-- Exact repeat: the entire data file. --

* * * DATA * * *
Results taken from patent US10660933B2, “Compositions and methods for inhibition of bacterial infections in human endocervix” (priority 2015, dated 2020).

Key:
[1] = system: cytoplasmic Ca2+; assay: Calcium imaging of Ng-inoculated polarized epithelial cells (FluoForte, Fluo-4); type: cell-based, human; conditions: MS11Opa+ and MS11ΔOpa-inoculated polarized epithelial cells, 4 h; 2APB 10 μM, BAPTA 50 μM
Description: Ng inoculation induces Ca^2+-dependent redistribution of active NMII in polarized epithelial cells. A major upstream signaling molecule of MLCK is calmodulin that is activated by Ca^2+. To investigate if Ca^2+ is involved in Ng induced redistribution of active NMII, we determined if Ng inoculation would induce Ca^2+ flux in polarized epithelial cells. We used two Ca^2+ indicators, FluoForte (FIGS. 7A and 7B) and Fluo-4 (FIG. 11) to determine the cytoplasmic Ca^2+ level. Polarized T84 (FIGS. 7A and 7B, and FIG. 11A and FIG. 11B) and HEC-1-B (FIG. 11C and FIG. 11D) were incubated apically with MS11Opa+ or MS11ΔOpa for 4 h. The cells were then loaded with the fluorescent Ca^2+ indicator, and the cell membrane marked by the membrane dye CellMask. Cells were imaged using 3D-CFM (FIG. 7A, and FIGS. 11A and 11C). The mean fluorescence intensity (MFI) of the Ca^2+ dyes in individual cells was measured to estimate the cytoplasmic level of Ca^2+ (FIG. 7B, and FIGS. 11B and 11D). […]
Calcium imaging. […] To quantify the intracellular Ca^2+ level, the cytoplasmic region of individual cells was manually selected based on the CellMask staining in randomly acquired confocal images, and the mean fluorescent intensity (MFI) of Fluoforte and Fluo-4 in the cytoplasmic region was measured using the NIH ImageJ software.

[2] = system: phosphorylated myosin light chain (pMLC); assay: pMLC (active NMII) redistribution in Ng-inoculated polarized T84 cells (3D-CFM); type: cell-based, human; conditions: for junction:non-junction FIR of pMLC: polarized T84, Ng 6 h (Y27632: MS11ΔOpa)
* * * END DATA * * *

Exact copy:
Results taken from patent US10660933B2, “Compositions and methods for inhibition of bacterial infections in human endocervix” (priority 2015, dated 2020).

Key:
[1] = system: cytoplasmic Ca2+; assay: Calcium imaging of Ng-inoculated polarized epithelial cells (FluoForte, Fluo-4); type: cell-based, human; conditions: MS11Opa+ and MS11ΔOpa-inoculated polarized epithelial cells, 4 h; 2APB 10 μM, BAPTA 50 μM
Description: Ng inoculation induces Ca^2+-dependent redistribution of active NMII in polarized epithelial cells. A major upstream signaling molecule of MLCK is calmodulin that is activated by Ca^2+. To investigate if Ca^2+ is involved in Ng induced redistribution of active NMII, we determined if Ng inoculation would induce Ca^2+ flux in polarized epithelial cells. We used two Ca^2+ indicators, FluoForte (FIGS. 7A and 7B) and Fluo-4 (FIG. 11) to determine the cytoplasmic Ca^2+ level. Polarized T84 (FIGS. 7A and 7B, and FIG. 11A and FIG. 11B) and HEC-1-B (FIG. 11C and FIG. 11D) were incubated apically with MS11Opa+ or MS11ΔOpa for 4 h. The cells were then loaded with the fluorescent Ca^2+ indicator, and the cell membrane marked by the membrane dye CellMask. Cells were imaged using 3D-CFM (FIG. 7A, and FIGS. 11A and 11C). The mean fluorescence intensity (MFI) of the Ca^2+ dyes in individual cells was measured to estimate the cytoplasmic level of Ca^2+ (FIG. 7B, and FIGS. 11B and 11D). […]
Calcium imaging. […] To quantify the intracellular Ca^2+ level, the cytoplasmic region of individual cells was manually selected based on the CellMask staining in randomly acquired confocal images, and the mean fluorescent intensity (MFI) of Fluoforte and Fluo-4 in the cytoplasmic region was measured using the NIH ImageJ software.

[2] = system: phosphorylated myosin light chain (pMLC); assay: pMLC (active NMII) redistribution in Ng-inoculated polarized T84 cells (3D-CFM); type: cell-based, human; conditions: for junction:non-junction FIR of pMLC: polarized T84, Ng 6 h (Y27632: MS11ΔOpa)